Investors are often lead to believe that bonds are steady investments. They can also be wired to think that junk bonds are exceptionally volatile.
Yet many fallen angels funds like the VanEck Vectors Fallen Angel High Yield Bond ETF (NASDAQ: ANGL) are surprisingly consistent. That’s a positive for investors.
ANGL seeks to replicate as closely as possible the price and yield performance of the ICE BofAML US Fallen Angel High Yield Index. The index is comprised of below investment grade corporate bonds denominated in U.S. dollars that were rated investment grade at the time of issuance.
“We believe that in this uncertain environment, high yield investors should be selective and focus on fallen angel bonds—which are bonds originally issued with investment grade ratings—as a potential source of outperformance relative to the broad high yield bond market,” writes William Sokol, VanEck senior ETF product manager. “Fallen angels have provided outperformance in 13 of the last 17 calendar years, a level of consistency that we believe may be attractive in a changing market environment such as the one we are currently in.”
ANGL Boasts an Enviable Track Record
Fallen angels have outperformed the broad high yield bond market in 12 of the last 16 calendar years, and that out-performance has often been accrued with a better risk/reward profile than is found with other junk bonds.
“Investors that focused on fallen angel high yield bonds were particularly well positioned for the massive $170 billion wave of downgrades that occurred last year,” notes Sokol. “Fallen angels historically experience forced selling by investment grade investors ahead of a credit ratings downgrade, and are purchased at deep discounts, on average. That discount provides upside potential, and with the significant downgrade volumes, market volatility and risk aversion in the first half of last year, discounts were approximately twice the historical average.”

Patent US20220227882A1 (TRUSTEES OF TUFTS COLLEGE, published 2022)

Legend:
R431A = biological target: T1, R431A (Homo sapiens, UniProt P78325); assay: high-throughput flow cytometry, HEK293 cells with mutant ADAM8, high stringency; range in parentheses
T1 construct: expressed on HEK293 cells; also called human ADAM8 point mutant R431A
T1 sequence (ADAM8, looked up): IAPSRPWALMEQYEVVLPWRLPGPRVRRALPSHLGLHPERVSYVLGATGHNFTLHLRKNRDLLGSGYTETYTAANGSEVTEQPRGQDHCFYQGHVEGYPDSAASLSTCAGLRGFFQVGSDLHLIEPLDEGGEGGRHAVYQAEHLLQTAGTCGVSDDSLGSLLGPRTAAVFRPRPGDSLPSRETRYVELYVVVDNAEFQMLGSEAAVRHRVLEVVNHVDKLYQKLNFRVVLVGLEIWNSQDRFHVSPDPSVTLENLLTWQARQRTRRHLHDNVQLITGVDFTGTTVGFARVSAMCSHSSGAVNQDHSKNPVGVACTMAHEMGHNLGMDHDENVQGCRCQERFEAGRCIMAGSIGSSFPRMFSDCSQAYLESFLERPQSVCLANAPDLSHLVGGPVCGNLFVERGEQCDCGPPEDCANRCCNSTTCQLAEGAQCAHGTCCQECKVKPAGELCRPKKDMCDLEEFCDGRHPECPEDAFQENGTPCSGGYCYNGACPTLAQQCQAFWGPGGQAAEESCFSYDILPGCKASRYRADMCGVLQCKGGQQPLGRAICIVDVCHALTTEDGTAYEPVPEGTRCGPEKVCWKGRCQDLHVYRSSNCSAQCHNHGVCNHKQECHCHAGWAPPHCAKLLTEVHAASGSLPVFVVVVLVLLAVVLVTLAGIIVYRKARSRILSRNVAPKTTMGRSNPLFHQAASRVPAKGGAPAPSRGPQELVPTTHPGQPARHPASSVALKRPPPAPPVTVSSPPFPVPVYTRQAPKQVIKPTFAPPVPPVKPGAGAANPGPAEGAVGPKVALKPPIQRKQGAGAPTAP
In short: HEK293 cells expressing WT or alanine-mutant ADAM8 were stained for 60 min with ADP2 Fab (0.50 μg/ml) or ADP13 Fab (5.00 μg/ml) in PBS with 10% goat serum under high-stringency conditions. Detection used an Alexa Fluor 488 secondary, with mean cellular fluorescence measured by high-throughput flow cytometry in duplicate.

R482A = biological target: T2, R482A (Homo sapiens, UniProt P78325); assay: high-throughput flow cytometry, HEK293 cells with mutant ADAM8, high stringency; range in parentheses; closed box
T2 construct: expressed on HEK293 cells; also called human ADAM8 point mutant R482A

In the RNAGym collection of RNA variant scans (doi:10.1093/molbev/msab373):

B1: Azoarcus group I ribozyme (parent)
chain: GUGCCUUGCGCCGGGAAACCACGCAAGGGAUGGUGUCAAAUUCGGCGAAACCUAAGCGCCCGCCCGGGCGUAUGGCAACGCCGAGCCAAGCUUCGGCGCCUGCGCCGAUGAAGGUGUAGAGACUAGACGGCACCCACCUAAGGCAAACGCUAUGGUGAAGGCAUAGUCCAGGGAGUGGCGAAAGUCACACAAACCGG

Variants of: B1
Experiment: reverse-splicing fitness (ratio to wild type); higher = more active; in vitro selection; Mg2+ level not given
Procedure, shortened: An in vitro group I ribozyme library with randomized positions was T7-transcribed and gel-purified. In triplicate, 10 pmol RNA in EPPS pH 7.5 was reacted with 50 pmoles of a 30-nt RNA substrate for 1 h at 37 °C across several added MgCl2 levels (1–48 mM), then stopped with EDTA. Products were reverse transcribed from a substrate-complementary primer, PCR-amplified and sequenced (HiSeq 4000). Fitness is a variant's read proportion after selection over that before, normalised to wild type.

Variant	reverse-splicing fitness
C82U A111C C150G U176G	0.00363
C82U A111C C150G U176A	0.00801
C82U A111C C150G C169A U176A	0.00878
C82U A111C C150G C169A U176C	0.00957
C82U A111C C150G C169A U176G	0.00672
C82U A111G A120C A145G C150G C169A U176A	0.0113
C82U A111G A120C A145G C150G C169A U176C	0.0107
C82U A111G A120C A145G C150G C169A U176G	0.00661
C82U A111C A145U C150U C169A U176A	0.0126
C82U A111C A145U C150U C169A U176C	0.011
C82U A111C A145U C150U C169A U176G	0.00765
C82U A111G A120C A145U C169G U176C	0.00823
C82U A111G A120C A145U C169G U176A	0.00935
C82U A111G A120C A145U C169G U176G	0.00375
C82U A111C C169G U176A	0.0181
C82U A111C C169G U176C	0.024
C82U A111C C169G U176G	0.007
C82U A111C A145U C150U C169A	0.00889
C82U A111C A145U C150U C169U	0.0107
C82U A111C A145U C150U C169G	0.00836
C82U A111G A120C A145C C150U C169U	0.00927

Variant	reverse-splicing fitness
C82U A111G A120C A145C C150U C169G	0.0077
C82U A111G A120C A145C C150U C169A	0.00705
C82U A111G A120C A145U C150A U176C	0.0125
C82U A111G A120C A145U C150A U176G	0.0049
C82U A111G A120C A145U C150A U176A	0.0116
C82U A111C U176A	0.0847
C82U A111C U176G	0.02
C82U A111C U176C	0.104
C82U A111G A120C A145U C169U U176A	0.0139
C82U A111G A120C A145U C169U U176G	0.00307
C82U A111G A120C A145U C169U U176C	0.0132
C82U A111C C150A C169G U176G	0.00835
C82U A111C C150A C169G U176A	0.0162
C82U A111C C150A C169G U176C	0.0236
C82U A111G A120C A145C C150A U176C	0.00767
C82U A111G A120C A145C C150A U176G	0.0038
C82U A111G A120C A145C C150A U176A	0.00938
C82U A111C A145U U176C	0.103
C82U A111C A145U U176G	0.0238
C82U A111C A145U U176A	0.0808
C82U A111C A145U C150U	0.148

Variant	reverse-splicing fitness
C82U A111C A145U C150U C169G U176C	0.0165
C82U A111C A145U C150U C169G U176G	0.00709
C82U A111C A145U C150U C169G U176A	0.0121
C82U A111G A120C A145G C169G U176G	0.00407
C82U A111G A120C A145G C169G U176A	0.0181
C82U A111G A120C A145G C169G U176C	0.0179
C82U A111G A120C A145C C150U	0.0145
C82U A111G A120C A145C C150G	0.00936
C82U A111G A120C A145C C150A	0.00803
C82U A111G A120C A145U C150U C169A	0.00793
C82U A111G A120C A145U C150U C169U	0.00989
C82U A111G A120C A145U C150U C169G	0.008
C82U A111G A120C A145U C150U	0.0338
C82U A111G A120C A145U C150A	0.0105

Historically, fallen angels have provided intriguing opportunities for investors who can be flexible with their portfolios. Thanks to a combination of rules, regulations, and other factors, they have provided selective investors with opportunities to purchase corporate bonds at attractive levels.
“Given today’s low absolute spread levels, the market may be susceptible to bouts of volatility and drawdowns, and fallen angels may provide a cushion in such periods, compared to lower rated high yield bonds,” concludes Sokol. “Higher economic growth and continued low rates, however, will be generally credit positive, in our opinion. In this more favorable credit environment, we think the bigger story could be the potential for more rising stars.”
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The opinions and forecasts expressed herein are solely those of Tom Lydon, and may not actually come to pass. Information on this site should not be used or construed as an offer to sell, a solicitation of an offer to buy, or a recommendation for any product.